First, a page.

It is Canada’s 150th Anniversary this year and to celebrate entries into all Canadian National Parks are free. We get our pass to Elk Lake National Park and go for our first explore.
Thanks to the cold snap the trees are heading into their autumn colours and there is a real end of summer smell in the air which stirs both our hearts with childhood memories. We have large flocks of Canada geese honking overhead as we take a few of the trails in the park . There are also large flocks of sand hill cranes and we are told there are snow geese to be found.
One of the trails is famous for beaver dams and sure enough we see lots of fresh beaver activity. Including a well worn path between the upper lake above the dam and the lower lake where home is.
This area was teaming with beavers in the mid to late 19th century when white folk arrived from the Hudson Bay Company and established a hugely successful fur trading business. This resulted in an almost complete demise of the beaver population by the early 1900’s. One of those situations where the balance between nature and greed unhinged the place despite centuries worth of the local native Cree population having struck a good balance between their needs and that of nature.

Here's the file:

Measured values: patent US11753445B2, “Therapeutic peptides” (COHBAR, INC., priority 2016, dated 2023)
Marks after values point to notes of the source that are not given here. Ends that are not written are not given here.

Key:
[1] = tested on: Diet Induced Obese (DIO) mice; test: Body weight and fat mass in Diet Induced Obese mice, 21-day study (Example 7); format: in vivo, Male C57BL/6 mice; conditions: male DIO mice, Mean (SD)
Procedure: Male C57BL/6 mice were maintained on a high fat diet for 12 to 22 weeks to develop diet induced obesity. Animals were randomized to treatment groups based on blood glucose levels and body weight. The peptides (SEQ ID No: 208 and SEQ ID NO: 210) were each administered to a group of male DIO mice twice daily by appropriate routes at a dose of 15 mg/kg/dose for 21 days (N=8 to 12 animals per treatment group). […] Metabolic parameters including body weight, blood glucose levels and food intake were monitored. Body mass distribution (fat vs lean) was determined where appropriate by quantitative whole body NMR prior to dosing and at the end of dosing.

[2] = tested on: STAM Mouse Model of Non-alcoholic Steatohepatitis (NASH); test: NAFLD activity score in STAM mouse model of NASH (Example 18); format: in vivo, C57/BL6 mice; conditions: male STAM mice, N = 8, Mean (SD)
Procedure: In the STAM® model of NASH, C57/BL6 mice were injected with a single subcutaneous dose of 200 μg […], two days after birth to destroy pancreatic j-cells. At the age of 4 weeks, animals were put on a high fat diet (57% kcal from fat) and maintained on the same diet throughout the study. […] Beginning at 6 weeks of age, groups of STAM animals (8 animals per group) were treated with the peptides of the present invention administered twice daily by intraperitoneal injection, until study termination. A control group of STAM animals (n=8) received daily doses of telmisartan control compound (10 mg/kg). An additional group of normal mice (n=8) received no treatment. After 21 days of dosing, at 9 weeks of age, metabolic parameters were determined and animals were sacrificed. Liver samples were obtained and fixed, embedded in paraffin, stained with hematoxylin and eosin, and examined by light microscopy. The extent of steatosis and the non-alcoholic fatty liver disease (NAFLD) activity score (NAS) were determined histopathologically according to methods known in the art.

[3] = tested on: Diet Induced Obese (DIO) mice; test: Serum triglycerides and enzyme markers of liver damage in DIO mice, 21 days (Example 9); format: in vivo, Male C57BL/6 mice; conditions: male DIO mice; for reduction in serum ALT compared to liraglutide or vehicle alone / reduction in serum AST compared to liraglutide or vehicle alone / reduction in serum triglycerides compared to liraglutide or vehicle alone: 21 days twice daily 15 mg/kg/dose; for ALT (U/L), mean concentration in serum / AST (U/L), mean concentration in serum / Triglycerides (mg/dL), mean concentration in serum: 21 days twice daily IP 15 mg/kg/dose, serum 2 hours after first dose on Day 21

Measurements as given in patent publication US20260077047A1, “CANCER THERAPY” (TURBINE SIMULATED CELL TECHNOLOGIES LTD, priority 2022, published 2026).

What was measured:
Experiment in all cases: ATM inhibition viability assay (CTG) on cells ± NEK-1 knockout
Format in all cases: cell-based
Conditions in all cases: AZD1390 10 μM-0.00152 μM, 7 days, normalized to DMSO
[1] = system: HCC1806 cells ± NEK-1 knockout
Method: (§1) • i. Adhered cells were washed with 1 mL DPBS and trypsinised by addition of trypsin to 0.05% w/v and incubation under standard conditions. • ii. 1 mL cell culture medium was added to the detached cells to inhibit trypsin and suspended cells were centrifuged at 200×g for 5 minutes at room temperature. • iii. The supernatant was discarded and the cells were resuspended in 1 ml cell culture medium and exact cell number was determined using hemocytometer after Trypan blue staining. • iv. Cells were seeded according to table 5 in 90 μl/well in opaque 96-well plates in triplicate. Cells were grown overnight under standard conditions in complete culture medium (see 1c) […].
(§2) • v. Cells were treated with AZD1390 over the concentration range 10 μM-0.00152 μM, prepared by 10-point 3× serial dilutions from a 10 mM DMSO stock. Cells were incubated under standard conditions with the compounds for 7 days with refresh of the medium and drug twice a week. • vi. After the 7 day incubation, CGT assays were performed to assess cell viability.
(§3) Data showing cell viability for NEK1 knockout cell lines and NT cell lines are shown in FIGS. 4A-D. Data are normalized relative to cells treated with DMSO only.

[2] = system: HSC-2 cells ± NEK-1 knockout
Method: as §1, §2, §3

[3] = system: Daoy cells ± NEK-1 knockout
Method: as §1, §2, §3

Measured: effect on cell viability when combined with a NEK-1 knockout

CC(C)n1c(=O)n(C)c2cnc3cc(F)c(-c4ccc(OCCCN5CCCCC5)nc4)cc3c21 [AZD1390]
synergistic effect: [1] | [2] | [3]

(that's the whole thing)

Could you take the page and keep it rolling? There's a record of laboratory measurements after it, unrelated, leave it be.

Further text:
We are also lucky to see fully grown , healthy bison at the end of the day after our hikes as they come out of the woods for a dusk graze. There are two varieties of bison here, the wood bison which is the largest mammal in North America around 895kg for a boy and the plains bison who is somewhat smaller. Elk Lake has become the source of healthy bison stock that they send around the world to re-establish lost species in other countries. There is a growing problem though in the park as there are no natural predators here. Unfortunately a small wolf pack that was resident here, managed to leave the park boundaries and were decimated by competing interests of the surrounding farming and cattle grazing community and the feeding needs of the wolves. A lot of thought is being given to how best to balance the current situation and bringing back the wolves is one possibility.
We head home to catch up with the troops and it’s a scrambled egg dinner for the kids tonight.
We are a long way away from a French Patisserie but thanks to some earlier research I track down the Duchcess Bake shop, a lovely bake house and cafe which I’m sure we will visit again but for now a little sampler will do.